• The new Larsen Berg is probably in the top 10 biggest ever recorded. The largest observed in the satellite era was called B-15.It came away from the Ross Ice Shelf in 2000 and measured some 11,000 SQ. km. Six years later, fragments of this super-berg still persisted and passed by New Zealand.

The Larsen C Ice Shelf:

  • The Larsen C shelf is a mass of floating ice formed by glaciers that have flowed down off the eastern side of the Antarctic Peninsula into the ocean.The two nearby smaller shelves, Larsen A and Larsen B, disintegrated around the turn of the century; and a warming climate very probably had a role in their demise.
  • It has been known also for the Larsen C Ice Shelf itself to spawn bigger bergs.
  • Many of Larsen’s progeny can get wound up in a gyre in the Weddell Sea or can be despatched north on currents into the Southern Ocean, and even into the South Atlantic.
  • Larsen ice berg

 

CPI inflation slows to 1.54%, IIP at 1.72% 

In News:

  • Inflation measured by the Consumer Price Index (CPI) slipped below the central bank’s lower tolerance level to 1.54% in June and industrial output growth decelerated to 1.72% in May.
  • Chief Economic Advisor (CEA) Arvind Subramanian hinted at the need to reboot monetary policy assumptions including ‘systematic inflation forecast errors’ he had red-flagged earlier.
  • Retail inflation slowed for the third straight month, largely driven by a 1.17% contraction in food prices.
  • Growth in the Index of Industrial Production (IIP) slowed for the second consecutive month, with consumer durables’ production contracting by 4.55% in May, following April’s 6.05% contraction.

 

‘Deflationary trends’

  • Inflation in clothing and footwear slowed to 4.17% from 4.4% in May, while the fuel and light category witnessed a sharper slowdown, with the reading easing to 4.54% from 5.46%.
  • “The trends in the overall consumer price index and in food prices were expected, but have been sharper than anticipated,” D.K. Srivastava, Chief Policy Advisor at EY India said. “In my view, it is the outcome of demand and supply factors. Demand is subdued and supply is buoyant. That is why there is a sharp downward trend.”
  • In the IIP, mining and quarrying witnessed a sharp slowdown in May, contracting 0.89% from a growth of 3.23% in April. Manufacturing activity also slowed to 1.21% from 2.35%.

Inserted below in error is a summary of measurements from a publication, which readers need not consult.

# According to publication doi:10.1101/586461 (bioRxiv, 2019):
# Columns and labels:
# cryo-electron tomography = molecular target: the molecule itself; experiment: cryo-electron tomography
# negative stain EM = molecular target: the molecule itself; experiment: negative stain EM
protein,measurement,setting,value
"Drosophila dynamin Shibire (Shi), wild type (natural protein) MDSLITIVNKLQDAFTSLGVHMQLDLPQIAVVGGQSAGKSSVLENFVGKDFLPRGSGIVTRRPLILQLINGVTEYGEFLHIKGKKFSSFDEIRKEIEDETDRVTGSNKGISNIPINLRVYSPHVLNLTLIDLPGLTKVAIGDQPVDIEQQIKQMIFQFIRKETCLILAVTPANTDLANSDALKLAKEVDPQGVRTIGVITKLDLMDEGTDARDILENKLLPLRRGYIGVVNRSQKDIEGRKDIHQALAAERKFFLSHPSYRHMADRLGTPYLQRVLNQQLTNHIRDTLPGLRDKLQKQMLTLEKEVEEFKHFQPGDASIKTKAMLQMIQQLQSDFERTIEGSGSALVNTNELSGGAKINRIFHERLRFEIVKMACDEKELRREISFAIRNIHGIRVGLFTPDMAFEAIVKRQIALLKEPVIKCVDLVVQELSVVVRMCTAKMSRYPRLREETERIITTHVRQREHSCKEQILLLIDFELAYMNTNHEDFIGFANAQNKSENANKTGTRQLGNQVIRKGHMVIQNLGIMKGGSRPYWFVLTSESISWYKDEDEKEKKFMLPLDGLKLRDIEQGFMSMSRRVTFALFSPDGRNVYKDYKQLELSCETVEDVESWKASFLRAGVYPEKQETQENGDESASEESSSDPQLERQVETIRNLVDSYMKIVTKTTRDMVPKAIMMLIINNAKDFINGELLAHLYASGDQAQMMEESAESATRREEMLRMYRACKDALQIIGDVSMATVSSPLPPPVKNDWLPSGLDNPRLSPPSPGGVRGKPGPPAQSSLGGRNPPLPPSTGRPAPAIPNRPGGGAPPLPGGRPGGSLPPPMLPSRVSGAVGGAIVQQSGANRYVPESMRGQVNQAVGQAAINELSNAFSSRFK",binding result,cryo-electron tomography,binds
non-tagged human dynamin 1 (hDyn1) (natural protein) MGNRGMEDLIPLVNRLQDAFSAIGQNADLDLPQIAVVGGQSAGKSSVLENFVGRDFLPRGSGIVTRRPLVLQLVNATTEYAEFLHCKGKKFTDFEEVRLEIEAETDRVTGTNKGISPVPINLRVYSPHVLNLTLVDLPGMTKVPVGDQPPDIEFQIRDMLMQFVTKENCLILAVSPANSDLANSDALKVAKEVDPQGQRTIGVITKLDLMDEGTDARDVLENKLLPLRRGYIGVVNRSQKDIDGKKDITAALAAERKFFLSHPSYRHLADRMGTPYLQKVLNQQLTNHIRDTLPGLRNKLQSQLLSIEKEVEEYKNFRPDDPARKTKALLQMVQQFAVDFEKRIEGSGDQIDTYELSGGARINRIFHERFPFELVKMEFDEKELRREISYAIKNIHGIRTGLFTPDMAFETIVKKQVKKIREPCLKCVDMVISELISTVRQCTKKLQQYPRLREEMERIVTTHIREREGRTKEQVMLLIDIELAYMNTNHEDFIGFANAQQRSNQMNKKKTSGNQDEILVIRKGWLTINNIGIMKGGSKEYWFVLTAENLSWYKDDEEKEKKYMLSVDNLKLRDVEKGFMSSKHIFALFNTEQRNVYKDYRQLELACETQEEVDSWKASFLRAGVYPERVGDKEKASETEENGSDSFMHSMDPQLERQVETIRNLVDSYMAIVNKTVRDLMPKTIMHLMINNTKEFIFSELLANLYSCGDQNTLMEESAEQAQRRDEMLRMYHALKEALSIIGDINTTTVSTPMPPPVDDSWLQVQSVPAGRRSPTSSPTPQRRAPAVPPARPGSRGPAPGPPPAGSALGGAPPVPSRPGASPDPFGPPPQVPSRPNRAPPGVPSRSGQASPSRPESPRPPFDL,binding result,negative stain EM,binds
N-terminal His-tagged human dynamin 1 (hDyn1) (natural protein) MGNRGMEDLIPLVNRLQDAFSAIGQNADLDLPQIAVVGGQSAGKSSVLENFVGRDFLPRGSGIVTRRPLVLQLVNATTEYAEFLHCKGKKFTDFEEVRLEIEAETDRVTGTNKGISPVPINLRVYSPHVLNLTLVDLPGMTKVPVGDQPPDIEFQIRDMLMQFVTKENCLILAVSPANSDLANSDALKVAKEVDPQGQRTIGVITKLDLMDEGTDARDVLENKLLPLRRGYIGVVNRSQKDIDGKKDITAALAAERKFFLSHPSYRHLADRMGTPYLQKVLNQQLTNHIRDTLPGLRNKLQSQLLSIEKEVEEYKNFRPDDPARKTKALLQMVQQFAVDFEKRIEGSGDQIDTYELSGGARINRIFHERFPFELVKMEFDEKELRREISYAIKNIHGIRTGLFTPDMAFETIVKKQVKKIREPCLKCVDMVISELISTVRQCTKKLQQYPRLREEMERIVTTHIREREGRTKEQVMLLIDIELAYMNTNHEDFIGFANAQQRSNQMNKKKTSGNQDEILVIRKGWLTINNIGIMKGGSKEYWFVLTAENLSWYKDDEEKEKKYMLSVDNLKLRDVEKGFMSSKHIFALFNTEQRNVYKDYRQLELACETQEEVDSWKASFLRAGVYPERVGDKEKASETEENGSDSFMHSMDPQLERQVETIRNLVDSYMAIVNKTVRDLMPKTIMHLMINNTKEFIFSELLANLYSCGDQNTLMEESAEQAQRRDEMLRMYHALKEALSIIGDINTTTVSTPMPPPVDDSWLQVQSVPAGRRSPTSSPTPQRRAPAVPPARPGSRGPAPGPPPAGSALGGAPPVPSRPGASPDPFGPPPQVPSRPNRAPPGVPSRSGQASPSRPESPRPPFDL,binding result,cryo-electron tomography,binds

Inflation and its indices

  • Inflation is defined as a situation where there is sustained, unchecked increase in the general price level and a fall in the purchasing power of money. Thus, inflation is a condition of price rise. The reason for price rise can be classified under two main heads:
    • Increase in demand
    • Reduced supply.
  • There are different indices in India like Wholesale Price Index(WPI), Consumer Price Index(CPI) etc which measure inflation rates in India.
  • WPI was the main index for measurement of inflation in India until April 2014 when RBI adopted new CPI (combined) as the key measure of inflation.

Index of Industrial Production(IIP)

  • Index of Industrial Production(IIP) is an index which helps us understand the growth of various sectors in the Indian economy such as mining, electricity and manufacturing.
  • IIP is a short term indicator of industrial growth till the results from Annual Survey of Industries (ASI) and National Accounts Statistics (Eg: GDP) are available.

President’s nod for Bill against social boycott

In News:

  • Maharashtra has become the first State in the country to enact a law against social boycott from caste panchayats.
  • President Pranab Mukherjee has given his nod to implement the Prohibition of Social Boycott Bill in the State.
  • The bill had been cleared in last year’s Budget Session and as per the procedure, the bill was forwarded by the Central government to the President for his assent.
  • With growing instances of boycotts of individuals or families by caste panchayats, the need to enact a special law was echoed in the State in 2010.
  • The bill makes provision for punishment of up to three years in jail and/or a fine up to Rs. 1 lakh.